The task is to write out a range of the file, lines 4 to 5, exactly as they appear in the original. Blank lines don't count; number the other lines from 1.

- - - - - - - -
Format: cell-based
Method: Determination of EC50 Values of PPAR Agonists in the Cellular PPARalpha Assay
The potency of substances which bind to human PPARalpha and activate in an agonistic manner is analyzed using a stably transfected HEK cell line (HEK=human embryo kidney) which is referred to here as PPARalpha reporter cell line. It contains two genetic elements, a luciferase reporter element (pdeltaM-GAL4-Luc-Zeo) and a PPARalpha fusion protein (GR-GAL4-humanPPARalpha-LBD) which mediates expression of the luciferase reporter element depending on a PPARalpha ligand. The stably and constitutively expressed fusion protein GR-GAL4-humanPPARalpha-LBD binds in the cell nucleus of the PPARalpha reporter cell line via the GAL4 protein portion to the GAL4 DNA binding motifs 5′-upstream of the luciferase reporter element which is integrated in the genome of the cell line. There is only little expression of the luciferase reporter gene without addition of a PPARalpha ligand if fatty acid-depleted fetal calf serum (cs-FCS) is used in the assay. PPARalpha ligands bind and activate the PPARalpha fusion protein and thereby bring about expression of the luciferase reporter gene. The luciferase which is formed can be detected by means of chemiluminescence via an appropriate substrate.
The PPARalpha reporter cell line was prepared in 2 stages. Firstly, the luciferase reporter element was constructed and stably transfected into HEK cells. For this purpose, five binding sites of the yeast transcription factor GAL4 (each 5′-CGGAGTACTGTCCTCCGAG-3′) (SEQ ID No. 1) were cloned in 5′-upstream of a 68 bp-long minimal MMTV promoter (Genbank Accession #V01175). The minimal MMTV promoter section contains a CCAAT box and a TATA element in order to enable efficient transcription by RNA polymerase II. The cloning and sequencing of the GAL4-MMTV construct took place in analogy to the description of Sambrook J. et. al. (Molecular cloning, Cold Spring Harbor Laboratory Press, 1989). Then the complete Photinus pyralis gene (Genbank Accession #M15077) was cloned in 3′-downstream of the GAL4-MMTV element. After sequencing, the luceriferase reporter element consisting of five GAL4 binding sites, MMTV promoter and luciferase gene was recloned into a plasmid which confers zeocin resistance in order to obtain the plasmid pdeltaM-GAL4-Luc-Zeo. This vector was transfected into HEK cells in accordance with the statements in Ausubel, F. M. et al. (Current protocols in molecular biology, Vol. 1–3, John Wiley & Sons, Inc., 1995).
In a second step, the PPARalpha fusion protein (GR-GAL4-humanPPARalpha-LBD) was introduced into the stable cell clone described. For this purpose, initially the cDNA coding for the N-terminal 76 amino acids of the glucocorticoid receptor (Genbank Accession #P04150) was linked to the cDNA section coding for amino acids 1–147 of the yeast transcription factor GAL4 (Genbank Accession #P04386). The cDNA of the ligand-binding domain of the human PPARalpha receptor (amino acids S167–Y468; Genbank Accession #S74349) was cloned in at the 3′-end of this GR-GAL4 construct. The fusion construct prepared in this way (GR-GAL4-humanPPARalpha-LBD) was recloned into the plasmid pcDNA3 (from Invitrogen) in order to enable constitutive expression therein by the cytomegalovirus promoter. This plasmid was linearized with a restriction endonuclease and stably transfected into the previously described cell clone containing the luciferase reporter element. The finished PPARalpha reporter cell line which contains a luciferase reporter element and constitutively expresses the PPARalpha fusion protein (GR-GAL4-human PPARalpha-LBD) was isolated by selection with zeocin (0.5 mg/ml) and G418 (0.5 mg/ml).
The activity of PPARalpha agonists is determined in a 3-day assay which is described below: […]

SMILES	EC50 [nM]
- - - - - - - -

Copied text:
The PPARalpha reporter cell line was prepared in 2 stages. Firstly, the luciferase reporter element was constructed and stably transfected into HEK cells. For this purpose, five binding sites of the yeast transcription factor GAL4 (each 5′-CGGAGTACTGTCCTCCGAG-3′) (SEQ ID No. 1) were cloned in 5′-upstream of a 68 bp-long minimal MMTV promoter (Genbank Accession #V01175). The minimal MMTV promoter section contains a CCAAT box and a TATA element in order to enable efficient transcription by RNA polymerase II. The cloning and sequencing of the GAL4-MMTV construct took place in analogy to the description of Sambrook J. et. al. (Molecular cloning, Cold Spring Harbor Laboratory Press, 1989). Then the complete Photinus pyralis gene (Genbank Accession #M15077) was cloned in 3′-downstream of the GAL4-MMTV element. After sequencing, the luceriferase reporter element consisting of five GAL4 binding sites, MMTV promoter and luciferase gene was recloned into a plasmid which confers zeocin resistance in order to obtain the plasmid pdeltaM-GAL4-Luc-Zeo. This vector was transfected into HEK cells in accordance with the statements in Ausubel, F. M. et al. (Current protocols in molecular biology, Vol. 1–3, John Wiley & Sons, Inc., 1995).
In a second step, the PPARalpha fusion protein (GR-GAL4-humanPPARalpha-LBD) was introduced into the stable cell clone described. For this purpose, initially the cDNA coding for the N-terminal 76 amino acids of the glucocorticoid receptor (Genbank Accession #P04150) was linked to the cDNA section coding for amino acids 1–147 of the yeast transcription factor GAL4 (Genbank Accession #P04386). The cDNA of the ligand-binding domain of the human PPARalpha receptor (amino acids S167–Y468; Genbank Accession #S74349) was cloned in at the 3′-end of this GR-GAL4 construct. The fusion construct prepared in this way (GR-GAL4-humanPPARalpha-LBD) was recloned into the plasmid pcDNA3 (from Invitrogen) in order to enable constitutive expression therein by the cytomegalovirus promoter. This plasmid was linearized with a restriction endonuclease and stably transfected into the previously described cell clone containing the luciferase reporter element. The finished PPARalpha reporter cell line which contains a luciferase reporter element and constitutively expresses the PPARalpha fusion protein (GR-GAL4-human PPARalpha-LBD) was isolated by selection with zeocin (0.5 mg/ml) and G418 (0.5 mg/ml).